Karen Pritzker, Executive Producer of Paper Tigers, is a film producer, editor and writer. She executive produced The Big Picture: Rethinking Dyslexia, a documentary that demystified dyslexia and generated widespread awareness of this misunderstood disability. Shown on HBO in 2013, and winner of the Parents’ Choice Award, the film continues to be screened all over the world acting as a starting point for conversation and change. In addition to her film credits, Pritzker co-­‐founded the My Hero Project, an interactive website for kids that is devoted to telling the stories of ordinary people who have accomplished extraordinary things. She is also President of Seedlings Foundation.

David Bornstein is a journalist and author who focuses on social innovation. He co-authors the “Fixes” column in The New York Times “Opinionator” section, which explores and analyzes potential solutions to major social problems. He is the co-founder of the Solutions Journalism Network, which supports journalists who report on constructive responses to social problems. His books include How to Change the World: Social Entrepreneurs and the Power of New Ideas, The Price of a Dream: The Story of the Grameen Bank, and Social Entrepreneurship: What Everyone Needs to Know. He is currently completing a book on social innovation in the U.S. and Canada. He lives in New York.

Dr. Pamela Cantor is the Founder, President and CEO of Turnaround for Children, a nonprofit organization that partners with public schools to address the obstacles to teaching and learning that stem from the impact of poverty-related stress on the developing brains and bodies of children. Turnaround has designed a targeted intervention to mitigate the way this stress affects student readiness for learning. In each partner school, Turnaround works simultaneously to create systems of support for the highest-need students, trains teachers in instructional strategies designed to produce safe, supportive and productive classrooms, and works with school leaders to build a high-performing culture that prioritizes student development. By working across three domains – student support, teacher training and leadership preparation and coaching – Turnaround helps struggling schools get to a critical tipping point where they are poised for academic recovery and student growth.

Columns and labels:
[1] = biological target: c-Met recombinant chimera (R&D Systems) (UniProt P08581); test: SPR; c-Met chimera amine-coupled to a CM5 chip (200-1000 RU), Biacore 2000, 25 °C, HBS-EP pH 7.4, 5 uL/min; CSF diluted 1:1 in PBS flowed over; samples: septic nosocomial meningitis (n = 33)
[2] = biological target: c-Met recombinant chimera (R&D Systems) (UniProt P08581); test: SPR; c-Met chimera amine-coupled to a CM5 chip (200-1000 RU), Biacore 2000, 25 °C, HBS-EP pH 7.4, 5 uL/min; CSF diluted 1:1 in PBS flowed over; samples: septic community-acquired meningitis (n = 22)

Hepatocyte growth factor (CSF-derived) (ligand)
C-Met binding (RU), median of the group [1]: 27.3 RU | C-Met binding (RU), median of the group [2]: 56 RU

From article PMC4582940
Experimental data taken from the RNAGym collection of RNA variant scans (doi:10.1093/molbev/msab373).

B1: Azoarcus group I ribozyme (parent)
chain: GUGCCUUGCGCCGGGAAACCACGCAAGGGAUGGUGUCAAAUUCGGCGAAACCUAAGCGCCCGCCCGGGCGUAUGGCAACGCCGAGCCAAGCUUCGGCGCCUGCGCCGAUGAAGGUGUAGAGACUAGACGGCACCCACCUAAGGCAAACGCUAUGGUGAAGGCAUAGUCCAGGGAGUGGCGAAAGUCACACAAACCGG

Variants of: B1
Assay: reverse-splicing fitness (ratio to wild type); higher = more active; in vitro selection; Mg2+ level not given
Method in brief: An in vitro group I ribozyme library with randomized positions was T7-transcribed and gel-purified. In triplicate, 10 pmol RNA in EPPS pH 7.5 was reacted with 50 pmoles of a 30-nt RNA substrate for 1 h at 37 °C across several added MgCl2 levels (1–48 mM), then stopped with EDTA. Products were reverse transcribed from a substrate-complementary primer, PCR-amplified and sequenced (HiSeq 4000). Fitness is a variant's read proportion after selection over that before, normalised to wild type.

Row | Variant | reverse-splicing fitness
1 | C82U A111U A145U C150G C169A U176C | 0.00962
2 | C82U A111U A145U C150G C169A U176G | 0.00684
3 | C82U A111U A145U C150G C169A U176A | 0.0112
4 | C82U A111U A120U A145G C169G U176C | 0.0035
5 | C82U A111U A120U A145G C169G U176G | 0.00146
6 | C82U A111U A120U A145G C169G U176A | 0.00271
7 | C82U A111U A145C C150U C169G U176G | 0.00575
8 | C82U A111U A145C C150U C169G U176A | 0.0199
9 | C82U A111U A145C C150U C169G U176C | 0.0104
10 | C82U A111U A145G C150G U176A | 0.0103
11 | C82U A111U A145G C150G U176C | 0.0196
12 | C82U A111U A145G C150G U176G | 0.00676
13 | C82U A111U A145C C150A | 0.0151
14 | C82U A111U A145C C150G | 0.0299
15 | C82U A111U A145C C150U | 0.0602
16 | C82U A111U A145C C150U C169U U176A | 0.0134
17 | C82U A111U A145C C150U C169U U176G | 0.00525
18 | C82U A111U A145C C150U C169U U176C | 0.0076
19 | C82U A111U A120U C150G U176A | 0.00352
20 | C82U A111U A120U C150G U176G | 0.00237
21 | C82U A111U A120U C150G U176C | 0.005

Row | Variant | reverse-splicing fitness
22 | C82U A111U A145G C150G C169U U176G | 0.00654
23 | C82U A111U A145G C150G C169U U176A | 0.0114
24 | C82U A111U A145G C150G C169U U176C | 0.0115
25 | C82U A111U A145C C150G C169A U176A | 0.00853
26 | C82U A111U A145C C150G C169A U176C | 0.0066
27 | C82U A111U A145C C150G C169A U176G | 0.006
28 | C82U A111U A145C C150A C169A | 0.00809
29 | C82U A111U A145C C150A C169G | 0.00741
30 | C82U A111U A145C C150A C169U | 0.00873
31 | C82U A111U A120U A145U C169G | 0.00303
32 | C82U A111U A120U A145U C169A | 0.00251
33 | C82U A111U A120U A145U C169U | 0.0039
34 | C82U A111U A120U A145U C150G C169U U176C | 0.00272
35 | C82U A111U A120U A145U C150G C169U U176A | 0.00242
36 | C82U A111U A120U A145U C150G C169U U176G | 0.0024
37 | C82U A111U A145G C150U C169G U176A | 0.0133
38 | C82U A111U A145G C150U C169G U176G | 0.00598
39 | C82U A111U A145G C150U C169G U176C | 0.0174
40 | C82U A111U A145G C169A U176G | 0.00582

Dr. Cantor’s approach to tackling the challenges faced by students, teachers and schools in high-poverty communities draws on her experience as a child psychiatrist treating children exposed to trauma. As one of the leaders of the Partnership for the Recovery of New York City Schools, Dr. Cantor assessed the impact of the 9/11 attacks on schoolchildren in the city. In high-poverty schools, she found students traumatized by the circumstances in their lives, teachers ill equipped to meet the intense behavioral and academic needs of their students, and principals unable to crack the barriers to building a strong culture that ensures social and academic success for all. These schools were not ready for teaching or learning. She founded Turnaround for Children to address this critically important dimension for transformation of the public education system.

Dr. Howard Steele is co-director of the Center for Attachment Research (CAR) in the New School Psychology Department. He also serves as honorary senior lecturer in psychology at University College London and as a consultant on attachment research at the Clinic for Dissociative Studies in London. Mr. Steele is the founding and senior editor of the quarterly international journal Attachment and Human Development; he has published widely on topics related to attachment across the life cycle and generations, including the effects of loss and trauma in low-risk normative and high-risk clinical populations. His research work has increasingly come to focus on caregiver-child relationships in the context of foster care and adoption, both nationally and internationally.

For more information:

Paper Tigers go to:
ACES Connection:
ACES in Education:
American Education Week:

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Lynn Waymer